Grow­ing the pop­u­la­tion

Lib­er­als tout plan to draw New Brunswick­ers back, re­tain young peo­ple

The Guardian (Charlottetown) - - ATLANTIC -

New Brunswick’s Lib­eral party is tout­ing a plan to re­tain young peo­ple and draw ex­pa­tri­ates back to a prov­ince that has strug­gled to grow its pop­u­la­tion.

“Un­for­tu­nately, for too long, we’ve had many of our young peo­ple leave the prov­ince look­ing for work,” Pre­mier Brian Gal­lant said dur­ing a news con­fer­ence Fri­day - Day 23 of the pro­vin­cial elec­tion cam­paign.

“To con­tinue to grow the New Brunswick pop­u­la­tion, we need to keep our young peo­ple here, bring peo­ple who have left the prov­ince back here, and wel­come new Cana­di­ans to the prov­ince.”

Gal­lant said the Lib­er­als would ex­pand pro­grams that of­fer free tu­ition at pub­lic post-se­condary in­sti­tu­tions and free child care for low-in­come fam­i­lies.

He said they would dou­ble in­vest­ments in the youth em­ploy­ment fund, which places young adults and youth with em­ploy­ers for train­ing and men­tor­ing.

Gal­lant said if re-elected Sept. 24, his gov­ern­ment would also cre­ate a “re­verse head­hunt­ing” ser­vice to pro­vide Cana­di­ans and New Brunswick­ers liv­ing out­side the prov­ince a one-stop shop to help them find a job and move to New Brunswick.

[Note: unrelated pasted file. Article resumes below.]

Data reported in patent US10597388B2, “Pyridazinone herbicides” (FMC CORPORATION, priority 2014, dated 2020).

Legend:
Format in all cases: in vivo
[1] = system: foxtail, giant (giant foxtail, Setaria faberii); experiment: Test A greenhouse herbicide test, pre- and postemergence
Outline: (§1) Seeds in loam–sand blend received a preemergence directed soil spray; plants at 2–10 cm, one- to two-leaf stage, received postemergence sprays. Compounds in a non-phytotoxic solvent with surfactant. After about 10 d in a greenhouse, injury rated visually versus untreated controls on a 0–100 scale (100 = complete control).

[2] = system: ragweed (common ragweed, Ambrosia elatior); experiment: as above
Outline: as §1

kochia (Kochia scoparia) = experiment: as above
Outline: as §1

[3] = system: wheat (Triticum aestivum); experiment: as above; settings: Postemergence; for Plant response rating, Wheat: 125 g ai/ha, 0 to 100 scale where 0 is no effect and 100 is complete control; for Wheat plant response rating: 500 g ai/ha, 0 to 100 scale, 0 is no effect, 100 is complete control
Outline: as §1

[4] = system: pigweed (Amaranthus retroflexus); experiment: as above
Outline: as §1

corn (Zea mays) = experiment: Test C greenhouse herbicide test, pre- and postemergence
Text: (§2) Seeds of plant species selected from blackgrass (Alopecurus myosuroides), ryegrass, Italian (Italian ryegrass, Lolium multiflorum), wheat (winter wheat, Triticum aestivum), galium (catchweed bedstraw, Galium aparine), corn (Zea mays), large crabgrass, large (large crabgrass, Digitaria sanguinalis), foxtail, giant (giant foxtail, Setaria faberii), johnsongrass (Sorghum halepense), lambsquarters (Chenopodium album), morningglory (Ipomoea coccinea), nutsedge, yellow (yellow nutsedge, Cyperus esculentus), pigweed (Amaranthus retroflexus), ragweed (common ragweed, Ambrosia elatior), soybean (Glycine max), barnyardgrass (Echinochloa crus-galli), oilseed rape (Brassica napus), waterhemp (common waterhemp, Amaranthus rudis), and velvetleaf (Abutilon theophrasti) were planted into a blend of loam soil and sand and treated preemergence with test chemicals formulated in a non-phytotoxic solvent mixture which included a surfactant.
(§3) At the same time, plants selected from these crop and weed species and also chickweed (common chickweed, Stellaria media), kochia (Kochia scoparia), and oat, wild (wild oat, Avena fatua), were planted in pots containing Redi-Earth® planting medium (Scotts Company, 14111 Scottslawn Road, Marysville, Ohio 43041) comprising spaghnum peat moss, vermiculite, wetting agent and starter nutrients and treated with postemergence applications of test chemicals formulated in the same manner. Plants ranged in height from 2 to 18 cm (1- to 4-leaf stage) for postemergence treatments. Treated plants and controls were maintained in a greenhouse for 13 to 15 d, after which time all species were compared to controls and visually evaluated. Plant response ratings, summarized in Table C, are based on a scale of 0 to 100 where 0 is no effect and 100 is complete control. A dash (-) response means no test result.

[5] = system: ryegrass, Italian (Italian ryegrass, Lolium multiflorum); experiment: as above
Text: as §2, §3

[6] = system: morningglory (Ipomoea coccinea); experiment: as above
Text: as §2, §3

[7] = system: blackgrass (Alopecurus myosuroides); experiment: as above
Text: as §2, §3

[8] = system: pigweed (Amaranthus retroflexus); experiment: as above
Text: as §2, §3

The ser­vice would help ar­range in­ter­views, look for hous­ing, iden­tify child-care op­tions and find a job for their part­ner. Job fairs would also be held across Canada to re­cruit peo­ple to the prov­ince.

The cost for the new pro­gram was not avail­able Fri­day, but a spokesman for the party said all of the cost­ing for the Lib­eral plat­form - which has not yet been re­leased - will even­tu­ally be posted on the Elec­tions New Brunswick web­site.

Ac­cord­ing to the 2016 cen­sus, New Brunswick was the only prov­ince in Canada that ex­pe­ri­enced a de­cline in pop­u­la­tion over a

five-year pe­riod. The pop­u­la­tion dropped to 747,101 in 2016 from 751,171 in 2011.

Mean­while, the Pro­gres­sive Con­ser­va­tives an­nounced Fri­day that a Tory gov­ern­ment would grad­u­ally de­crease the dou­ble tax on non-owner oc­cu­pied prop­er­ties.

Leader Blaine Higgs said the tax, which dou­bles the tax rate on build­ings that are not owner-oc­cu­pied, is un­fair and dis­cour­ages in­vest­ment in New Brunswick.

“This tax is re­spon­si­ble for rais­ing the rent for al­most 80,000 New Brunswick­ers, and sti­fles prop­erty de­vel­op­ment provincewide,” Higgs said in a state­ment.

“It makes our prov­ince less at­trac­tive than oth­ers for business de­vel­op­ment. With­out it, rents would de­cline and prop­erty sales would grow.”

The Tories said they would re­duce the dou­ble tax rate by 50 per cent over four years through grad­ual re­duc­tions. But it said to­tal elim­i­na­tion of the dou­ble tax is the goal.

Higgs also promised to con­duct a com­par­a­tive anal­y­sis of prop­erty tax sys­tems used in other prov­inces so that New Brunswick re­mains com­pet­i­tive in terms of at­tract­ing business.


The New Brunswick Lib­er­als are tout­ing their party’s plan to re­tain young peo­ple and draw ex­pa­tri­ates back to the prov­ince. New Brunswick Lib­eral Leader Brian Gal­lant and wife Karine Lavoie, sec­ond from right, are greeted by can­di­dates af­ter ar­riv­ing at a cam­paign stop in Fred­er­ic­ton on Sept. 5,.

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